Twelve Drummers Drumming is the first of 12 planned murder mysteries starring an Anglican priest known as Father Christmas. The next book is to be Eleven Pipers Piping. The last, presumably, will have something to do with a partridge in a pear tree.
Fortunately, the first entry by Winnipeg author C.C. Benison (the pen name for journalist Douglas Whiteway) is far less cutesy and cloying than the title and hero’s name would suggest. Actually, Father Christmas is a rather ordinary clergyman, lacking the usual eccentricities of amateur detectives (although he once worked as a magician). He also continues to mourn his wife, who was murdered some years ago, leaving him a single parent to adorable Miranda. One can only hope the intrigues in the reverend’s past will be given greater prominence in future instalments.
Drummers begins with Father Christmas discovering the body of a young woman stuffed into a giant drum. Christmas, being the curious clergyman he is, starts poking around his bucolic village, where everybody knows everybody and, of course, everybody has a dark secret waiting to be revealed.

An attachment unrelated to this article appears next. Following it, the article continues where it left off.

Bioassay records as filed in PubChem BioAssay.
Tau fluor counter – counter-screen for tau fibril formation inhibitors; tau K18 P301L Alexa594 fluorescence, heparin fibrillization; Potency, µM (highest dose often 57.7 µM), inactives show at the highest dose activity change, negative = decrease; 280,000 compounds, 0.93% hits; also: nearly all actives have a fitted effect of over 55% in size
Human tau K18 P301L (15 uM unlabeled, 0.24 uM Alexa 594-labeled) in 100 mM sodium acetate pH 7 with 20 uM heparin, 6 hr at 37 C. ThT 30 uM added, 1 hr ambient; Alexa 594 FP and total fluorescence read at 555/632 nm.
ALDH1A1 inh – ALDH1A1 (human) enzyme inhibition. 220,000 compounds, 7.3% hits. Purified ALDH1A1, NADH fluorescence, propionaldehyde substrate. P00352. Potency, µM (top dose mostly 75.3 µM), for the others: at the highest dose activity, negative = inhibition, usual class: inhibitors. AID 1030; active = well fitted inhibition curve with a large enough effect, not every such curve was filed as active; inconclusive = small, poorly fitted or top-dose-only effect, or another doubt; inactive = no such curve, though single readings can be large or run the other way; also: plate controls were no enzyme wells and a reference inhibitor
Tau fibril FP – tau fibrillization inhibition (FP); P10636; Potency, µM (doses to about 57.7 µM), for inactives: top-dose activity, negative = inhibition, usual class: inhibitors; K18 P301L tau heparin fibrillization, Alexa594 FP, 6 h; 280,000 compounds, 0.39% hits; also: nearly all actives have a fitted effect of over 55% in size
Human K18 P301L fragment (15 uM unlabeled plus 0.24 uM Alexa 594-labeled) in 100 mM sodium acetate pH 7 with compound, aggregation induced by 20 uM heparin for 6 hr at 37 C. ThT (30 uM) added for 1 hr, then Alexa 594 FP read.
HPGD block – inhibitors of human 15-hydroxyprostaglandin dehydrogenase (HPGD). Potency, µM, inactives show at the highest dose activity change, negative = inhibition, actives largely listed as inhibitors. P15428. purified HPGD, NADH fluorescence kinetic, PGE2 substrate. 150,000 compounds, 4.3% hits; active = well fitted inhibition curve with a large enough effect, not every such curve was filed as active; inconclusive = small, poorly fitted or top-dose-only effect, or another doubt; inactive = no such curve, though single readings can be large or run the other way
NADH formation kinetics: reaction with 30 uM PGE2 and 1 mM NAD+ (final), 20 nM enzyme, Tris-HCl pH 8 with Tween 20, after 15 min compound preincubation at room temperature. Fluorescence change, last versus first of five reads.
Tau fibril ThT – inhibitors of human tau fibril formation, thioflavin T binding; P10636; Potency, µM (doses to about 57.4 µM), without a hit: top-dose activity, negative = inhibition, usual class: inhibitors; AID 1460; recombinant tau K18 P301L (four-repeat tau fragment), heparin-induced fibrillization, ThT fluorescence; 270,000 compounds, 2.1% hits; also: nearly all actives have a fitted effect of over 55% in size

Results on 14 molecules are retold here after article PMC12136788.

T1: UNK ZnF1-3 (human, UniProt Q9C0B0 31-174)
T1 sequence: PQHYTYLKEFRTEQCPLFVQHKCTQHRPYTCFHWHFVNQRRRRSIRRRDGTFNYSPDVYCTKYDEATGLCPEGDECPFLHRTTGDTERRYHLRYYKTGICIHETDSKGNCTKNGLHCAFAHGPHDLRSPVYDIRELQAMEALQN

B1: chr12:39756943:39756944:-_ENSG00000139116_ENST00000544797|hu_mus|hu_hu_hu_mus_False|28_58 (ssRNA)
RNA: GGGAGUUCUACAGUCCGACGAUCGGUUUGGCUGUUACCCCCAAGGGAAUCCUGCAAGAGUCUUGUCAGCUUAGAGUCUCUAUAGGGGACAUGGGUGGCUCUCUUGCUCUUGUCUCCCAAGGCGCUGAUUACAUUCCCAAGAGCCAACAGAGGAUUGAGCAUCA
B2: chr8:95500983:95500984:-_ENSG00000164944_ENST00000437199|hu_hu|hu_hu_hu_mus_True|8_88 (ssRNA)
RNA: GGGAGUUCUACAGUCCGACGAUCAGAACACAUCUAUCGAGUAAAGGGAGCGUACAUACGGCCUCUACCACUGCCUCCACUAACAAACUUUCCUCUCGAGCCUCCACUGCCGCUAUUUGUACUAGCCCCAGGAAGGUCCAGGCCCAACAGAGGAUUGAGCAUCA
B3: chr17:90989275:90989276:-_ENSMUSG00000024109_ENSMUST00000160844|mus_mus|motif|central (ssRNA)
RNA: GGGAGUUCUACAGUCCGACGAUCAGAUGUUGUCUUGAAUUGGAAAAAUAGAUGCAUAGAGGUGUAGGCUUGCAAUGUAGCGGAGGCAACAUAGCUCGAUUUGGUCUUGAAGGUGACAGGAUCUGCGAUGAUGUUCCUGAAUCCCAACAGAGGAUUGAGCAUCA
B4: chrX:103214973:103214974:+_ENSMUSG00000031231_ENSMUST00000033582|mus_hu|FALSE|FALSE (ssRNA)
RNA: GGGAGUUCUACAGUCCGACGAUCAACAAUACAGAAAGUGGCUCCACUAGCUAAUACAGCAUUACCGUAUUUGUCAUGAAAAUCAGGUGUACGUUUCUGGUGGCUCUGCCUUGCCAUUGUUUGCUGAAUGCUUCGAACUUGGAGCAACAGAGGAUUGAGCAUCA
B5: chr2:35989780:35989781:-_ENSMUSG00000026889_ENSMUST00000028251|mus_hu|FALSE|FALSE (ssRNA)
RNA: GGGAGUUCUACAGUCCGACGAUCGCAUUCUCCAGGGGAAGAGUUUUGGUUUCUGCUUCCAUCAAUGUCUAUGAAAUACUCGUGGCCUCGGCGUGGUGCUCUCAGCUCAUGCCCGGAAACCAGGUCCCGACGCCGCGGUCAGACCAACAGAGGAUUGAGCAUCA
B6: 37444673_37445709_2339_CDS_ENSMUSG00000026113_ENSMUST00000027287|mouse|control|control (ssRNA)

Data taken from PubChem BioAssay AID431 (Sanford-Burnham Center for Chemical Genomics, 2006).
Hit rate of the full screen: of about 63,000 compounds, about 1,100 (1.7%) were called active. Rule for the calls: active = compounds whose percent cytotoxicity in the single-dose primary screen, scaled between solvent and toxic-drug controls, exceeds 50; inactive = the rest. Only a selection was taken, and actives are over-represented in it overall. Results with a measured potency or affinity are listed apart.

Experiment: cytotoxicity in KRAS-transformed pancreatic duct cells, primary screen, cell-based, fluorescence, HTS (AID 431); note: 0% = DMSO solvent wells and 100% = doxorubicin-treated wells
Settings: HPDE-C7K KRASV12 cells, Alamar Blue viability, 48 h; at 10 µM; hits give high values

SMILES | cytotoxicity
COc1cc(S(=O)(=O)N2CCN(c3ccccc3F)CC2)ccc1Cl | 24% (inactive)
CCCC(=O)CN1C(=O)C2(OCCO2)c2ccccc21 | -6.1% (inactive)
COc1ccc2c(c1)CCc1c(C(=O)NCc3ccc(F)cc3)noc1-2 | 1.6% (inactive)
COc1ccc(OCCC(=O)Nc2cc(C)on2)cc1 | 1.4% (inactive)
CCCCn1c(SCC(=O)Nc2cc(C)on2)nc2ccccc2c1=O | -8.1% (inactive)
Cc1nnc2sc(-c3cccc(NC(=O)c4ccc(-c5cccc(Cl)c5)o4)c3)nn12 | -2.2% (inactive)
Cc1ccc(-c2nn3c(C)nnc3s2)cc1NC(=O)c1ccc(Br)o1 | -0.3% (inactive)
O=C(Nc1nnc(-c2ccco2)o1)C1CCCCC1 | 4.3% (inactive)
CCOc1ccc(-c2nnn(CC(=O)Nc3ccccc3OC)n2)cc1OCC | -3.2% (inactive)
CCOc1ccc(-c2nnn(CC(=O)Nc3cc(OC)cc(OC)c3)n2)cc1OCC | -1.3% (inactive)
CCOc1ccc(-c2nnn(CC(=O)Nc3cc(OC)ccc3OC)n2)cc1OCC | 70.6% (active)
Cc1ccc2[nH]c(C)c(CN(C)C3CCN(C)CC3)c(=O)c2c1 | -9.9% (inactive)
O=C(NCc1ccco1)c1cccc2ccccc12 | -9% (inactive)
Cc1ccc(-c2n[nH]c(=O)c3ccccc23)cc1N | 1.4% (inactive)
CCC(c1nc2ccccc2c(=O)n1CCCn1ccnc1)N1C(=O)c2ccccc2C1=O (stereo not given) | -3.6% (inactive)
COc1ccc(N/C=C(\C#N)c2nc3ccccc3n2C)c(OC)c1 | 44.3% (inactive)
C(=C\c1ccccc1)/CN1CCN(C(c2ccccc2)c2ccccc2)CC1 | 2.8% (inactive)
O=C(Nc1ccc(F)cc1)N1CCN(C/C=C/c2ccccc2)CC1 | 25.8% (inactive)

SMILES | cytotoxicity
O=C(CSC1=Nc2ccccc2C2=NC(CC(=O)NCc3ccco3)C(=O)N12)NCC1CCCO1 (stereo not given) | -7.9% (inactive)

The plot moves rather ponderously in the first half, but picks up speed in the home stretch and delivers some surprises that make the trip interesting enough to build anticipation for the next book.
Benison’s publisher is, rather dubiously, trying to compare this new series to Alan Bradley’s phenomenally successful Flavia de Luce mysteries. In truth, Bradley’s books are far quirkier than Benison’s and are appropriate for all ages. Judging by the first book, Benison’s new series is oriented much more toward adults. The widowed Father Christmas has an eye for the ladies, and there is every indication he will get to know one or more in the biblical sense before that partridge lands in its pear tree.